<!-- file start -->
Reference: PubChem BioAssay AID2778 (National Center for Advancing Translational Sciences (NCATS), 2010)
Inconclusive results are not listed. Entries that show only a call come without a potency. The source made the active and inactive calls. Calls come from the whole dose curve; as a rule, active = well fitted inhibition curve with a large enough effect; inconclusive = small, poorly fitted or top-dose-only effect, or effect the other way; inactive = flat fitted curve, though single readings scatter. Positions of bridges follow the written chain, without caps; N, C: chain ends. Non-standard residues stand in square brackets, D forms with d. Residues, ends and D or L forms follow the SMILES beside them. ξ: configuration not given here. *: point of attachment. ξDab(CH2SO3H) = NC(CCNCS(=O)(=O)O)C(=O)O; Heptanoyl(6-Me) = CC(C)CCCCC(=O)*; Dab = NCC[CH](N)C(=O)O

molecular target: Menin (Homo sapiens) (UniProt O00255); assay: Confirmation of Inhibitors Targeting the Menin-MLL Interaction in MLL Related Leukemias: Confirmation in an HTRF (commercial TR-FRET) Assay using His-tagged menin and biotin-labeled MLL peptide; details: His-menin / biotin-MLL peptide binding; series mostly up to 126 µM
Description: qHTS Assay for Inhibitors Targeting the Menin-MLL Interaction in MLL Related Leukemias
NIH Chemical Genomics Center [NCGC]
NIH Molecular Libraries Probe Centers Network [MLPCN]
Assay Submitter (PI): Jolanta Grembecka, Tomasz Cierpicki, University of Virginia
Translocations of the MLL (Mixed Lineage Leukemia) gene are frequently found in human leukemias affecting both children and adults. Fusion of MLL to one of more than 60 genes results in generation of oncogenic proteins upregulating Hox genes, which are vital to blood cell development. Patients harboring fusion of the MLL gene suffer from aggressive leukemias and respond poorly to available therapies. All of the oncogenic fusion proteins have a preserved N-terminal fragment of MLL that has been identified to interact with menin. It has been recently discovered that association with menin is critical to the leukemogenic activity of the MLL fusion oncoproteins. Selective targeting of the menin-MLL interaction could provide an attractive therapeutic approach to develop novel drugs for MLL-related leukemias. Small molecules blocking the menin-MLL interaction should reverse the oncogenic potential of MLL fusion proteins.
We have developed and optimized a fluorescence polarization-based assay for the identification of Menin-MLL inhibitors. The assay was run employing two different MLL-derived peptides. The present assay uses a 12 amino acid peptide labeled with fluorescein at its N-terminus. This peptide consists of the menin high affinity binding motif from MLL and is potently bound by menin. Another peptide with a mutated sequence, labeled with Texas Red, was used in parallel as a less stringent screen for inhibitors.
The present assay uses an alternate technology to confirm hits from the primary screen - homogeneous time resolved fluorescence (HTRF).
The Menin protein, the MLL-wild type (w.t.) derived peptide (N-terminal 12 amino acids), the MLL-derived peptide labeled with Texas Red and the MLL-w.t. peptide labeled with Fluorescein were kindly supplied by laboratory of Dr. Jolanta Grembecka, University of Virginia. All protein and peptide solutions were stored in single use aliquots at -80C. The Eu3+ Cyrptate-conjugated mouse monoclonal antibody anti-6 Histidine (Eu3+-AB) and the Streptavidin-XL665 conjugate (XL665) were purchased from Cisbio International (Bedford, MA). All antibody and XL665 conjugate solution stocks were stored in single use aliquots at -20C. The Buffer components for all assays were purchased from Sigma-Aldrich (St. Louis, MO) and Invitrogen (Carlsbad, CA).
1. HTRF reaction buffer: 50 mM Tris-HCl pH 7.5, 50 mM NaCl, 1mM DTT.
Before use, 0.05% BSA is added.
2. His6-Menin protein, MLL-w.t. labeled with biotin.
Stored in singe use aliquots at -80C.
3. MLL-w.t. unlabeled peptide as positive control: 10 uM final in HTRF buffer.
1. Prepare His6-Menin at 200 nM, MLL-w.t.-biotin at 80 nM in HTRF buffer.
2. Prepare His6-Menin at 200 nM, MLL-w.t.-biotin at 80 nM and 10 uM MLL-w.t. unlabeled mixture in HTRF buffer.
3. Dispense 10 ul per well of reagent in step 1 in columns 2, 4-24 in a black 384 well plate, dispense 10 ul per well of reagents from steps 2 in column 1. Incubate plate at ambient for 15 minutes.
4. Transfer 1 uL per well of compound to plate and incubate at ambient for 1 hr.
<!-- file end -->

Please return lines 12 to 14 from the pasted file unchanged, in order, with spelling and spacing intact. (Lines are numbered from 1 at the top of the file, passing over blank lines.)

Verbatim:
1. HTRF reaction buffer: 50 mM Tris-HCl pH 7.5, 50 mM NaCl, 1mM DTT.
Before use, 0.05% BSA is added.
2. His6-Menin protein, MLL-w.t. labeled with biotin.